There was the occasional dog poop. The cats were everywhere.There were the dark and sometimes narrow, empty, alleyways that lead to god knows where. Some of these areas were residential, and we were told that the nature of the door did not reveal the wealth of the people living behind them. The insides of the abodes were also built with security in mind.Spaces between buildings were supported by wood in some places, an indication of how fragile some of the old structures might be.This is a metal worker who is supposed to have gained some fame on Youtube. It seemed like he was performing in the small square for the passers-by.There was the man posing with his donkey. He was, of course, expecting money in return for allowing us to take his picture.
We stopped at a carpet place recommended by the tour group. We were given a lecture about all the different kinds of carpets made in Morocco.We learnt that the Berber carpets had their own characteristics, different from carpets of other places – including the way the materials came together, and their designs and the fact that both sides could be used – he described a side for winter and one for summer. We were free to purchase carpets here that could be shipped to the US.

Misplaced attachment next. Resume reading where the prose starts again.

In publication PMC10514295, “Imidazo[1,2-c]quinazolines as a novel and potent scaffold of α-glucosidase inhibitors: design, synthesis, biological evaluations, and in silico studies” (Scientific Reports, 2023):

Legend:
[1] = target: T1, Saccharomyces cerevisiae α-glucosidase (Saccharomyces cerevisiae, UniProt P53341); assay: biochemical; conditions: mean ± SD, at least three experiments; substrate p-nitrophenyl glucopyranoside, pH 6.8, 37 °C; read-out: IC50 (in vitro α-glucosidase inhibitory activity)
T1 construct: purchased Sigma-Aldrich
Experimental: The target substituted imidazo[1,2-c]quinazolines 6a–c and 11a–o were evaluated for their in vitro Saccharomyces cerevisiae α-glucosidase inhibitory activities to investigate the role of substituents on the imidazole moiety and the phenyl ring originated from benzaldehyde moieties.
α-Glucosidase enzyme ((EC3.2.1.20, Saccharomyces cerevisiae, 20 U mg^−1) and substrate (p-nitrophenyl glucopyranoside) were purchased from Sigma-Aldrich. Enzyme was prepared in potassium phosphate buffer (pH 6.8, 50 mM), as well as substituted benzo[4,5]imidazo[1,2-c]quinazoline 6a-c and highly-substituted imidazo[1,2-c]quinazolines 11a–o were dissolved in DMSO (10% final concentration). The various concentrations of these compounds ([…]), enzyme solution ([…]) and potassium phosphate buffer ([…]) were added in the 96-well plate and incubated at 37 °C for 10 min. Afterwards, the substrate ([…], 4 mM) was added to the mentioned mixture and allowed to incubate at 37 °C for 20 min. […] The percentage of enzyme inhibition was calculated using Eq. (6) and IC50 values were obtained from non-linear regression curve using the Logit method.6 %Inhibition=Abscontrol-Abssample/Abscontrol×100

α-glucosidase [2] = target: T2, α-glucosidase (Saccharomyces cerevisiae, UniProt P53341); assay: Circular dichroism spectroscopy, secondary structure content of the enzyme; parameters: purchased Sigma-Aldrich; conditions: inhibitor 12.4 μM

We walked beside the wall of the University of al-Qarawiyyin, but could not enter the premises. This university began as a mosque, and its minaret and the green tops of some of its buildings, are visible in pictures of the medina in Fes taken from afar. The University is considered the oldest continuously operating university in the world. Maimonides, the famous Jewish philosopher and scholar of the 12th century, is known to have studied here.